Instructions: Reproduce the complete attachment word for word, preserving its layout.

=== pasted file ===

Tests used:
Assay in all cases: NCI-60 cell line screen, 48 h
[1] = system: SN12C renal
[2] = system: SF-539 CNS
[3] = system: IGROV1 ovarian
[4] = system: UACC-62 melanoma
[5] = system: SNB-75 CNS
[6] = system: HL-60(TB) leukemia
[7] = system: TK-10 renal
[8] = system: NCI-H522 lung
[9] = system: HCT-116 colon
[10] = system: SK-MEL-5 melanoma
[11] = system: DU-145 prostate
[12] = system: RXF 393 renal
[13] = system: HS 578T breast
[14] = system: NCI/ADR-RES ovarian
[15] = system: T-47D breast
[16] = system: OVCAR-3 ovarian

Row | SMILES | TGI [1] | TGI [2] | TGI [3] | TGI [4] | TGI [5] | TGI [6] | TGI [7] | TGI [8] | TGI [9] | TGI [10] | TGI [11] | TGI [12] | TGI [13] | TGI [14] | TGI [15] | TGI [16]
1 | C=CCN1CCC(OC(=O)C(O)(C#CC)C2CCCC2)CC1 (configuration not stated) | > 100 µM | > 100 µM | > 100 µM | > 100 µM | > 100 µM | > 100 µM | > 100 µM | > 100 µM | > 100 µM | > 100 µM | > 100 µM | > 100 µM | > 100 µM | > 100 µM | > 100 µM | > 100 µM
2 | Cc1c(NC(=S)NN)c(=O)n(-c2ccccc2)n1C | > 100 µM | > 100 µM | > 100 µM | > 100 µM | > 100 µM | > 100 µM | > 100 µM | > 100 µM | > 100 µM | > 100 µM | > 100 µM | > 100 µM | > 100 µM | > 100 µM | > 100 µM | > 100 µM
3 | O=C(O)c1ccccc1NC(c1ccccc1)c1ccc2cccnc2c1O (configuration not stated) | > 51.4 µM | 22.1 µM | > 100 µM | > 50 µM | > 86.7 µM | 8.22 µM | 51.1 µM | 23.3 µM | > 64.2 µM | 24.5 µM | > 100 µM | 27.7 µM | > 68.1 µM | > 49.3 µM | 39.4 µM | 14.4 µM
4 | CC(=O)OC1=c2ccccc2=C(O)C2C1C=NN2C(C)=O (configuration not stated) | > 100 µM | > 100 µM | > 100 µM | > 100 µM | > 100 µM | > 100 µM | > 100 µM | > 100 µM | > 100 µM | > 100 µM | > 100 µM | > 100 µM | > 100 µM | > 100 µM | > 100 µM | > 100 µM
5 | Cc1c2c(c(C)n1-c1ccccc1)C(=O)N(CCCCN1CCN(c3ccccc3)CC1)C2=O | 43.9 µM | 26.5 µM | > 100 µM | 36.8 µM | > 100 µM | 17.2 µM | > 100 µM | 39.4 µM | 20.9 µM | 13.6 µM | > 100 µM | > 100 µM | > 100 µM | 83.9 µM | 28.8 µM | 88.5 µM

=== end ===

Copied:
Tests used:
Assay in all cases: NCI-60 cell line screen, 48 h
[1] = system: SN12C renal
[2] = system: SF-539 CNS
[3] = system: IGROV1 ovarian
[4] = system: UACC-62 melanoma
[5] = system: SNB-75 CNS
[6] = system: HL-60(TB) leukemia
[7] = system: TK-10 renal
[8] = system: NCI-H522 lung
[9] = system: HCT-116 colon
[10] = system: SK-MEL-5 melanoma
[11] = system: DU-145 prostate
[12] = system: RXF 393 renal
[13] = system: HS 578T breast
[14] = system: NCI/ADR-RES ovarian
[15] = system: T-47D breast
[16] = system: OVCAR-3 ovarian

Row | SMILES | TGI [1] | TGI [2] | TGI [3] | TGI [4] | TGI [5] | TGI [6] | TGI [7] | TGI [8] | TGI [9] | TGI [10] | TGI [11] | TGI [12] | TGI [13] | TGI [14] | TGI [15] | TGI [16]
1 | C=CCN1CCC(OC(=O)C(O)(C#CC)C2CCCC2)CC1 (configuration not stated) | > 100 µM | > 100 µM | > 100 µM | > 100 µM | > 100 µM | > 100 µM | > 100 µM | > 100 µM | > 100 µM | > 100 µM | > 100 µM | > 100 µM | > 100 µM | > 100 µM | > 100 µM | > 100 µM
2 | Cc1c(NC(=S)NN)c(=O)n(-c2ccccc2)n1C | > 100 µM | > 100 µM | > 100 µM | > 100 µM | > 100 µM | > 100 µM | > 100 µM | > 100 µM | > 100 µM | > 100 µM | > 100 µM | > 100 µM | > 100 µM | > 100 µM | > 100 µM | > 100 µM
3 | O=C(O)c1ccccc1NC(c1ccccc1)c1ccc2cccnc2c1O (configuration not stated) | > 51.4 µM | 22.1 µM | > 100 µM | > 50 µM | > 86.7 µM | 8.22 µM | 51.1 µM | 23.3 µM | > 64.2 µM | 24.5 µM | > 100 µM | 27.7 µM | > 68.1 µM | > 49.3 µM | 39.4 µM | 14.4 µM
4 | CC(=O)OC1=c2ccccc2=C(O)C2C1C=NN2C(C)=O (configuration not stated) | > 100 µM | > 100 µM | > 100 µM | > 100 µM | > 100 µM | > 100 µM | > 100 µM | > 100 µM | > 100 µM | > 100 µM | > 100 µM | > 100 µM | > 100 µM | > 100 µM | > 100 µM | > 100 µM
5 | Cc1c2c(c(C)n1-c1ccccc1)C(=O)N(CCCCN1CCN(c3ccccc3)CC1)C2=O | 43.9 µM | 26.5 µM | > 100 µM | 36.8 µM | > 100 µM | 17.2 µM | > 100 µM | 39.4 µM | 20.9 µM | 13.6 µM | > 100 µM | > 100 µM | > 100 µM | 83.9 µM | 28.8 µM | 88.5 µM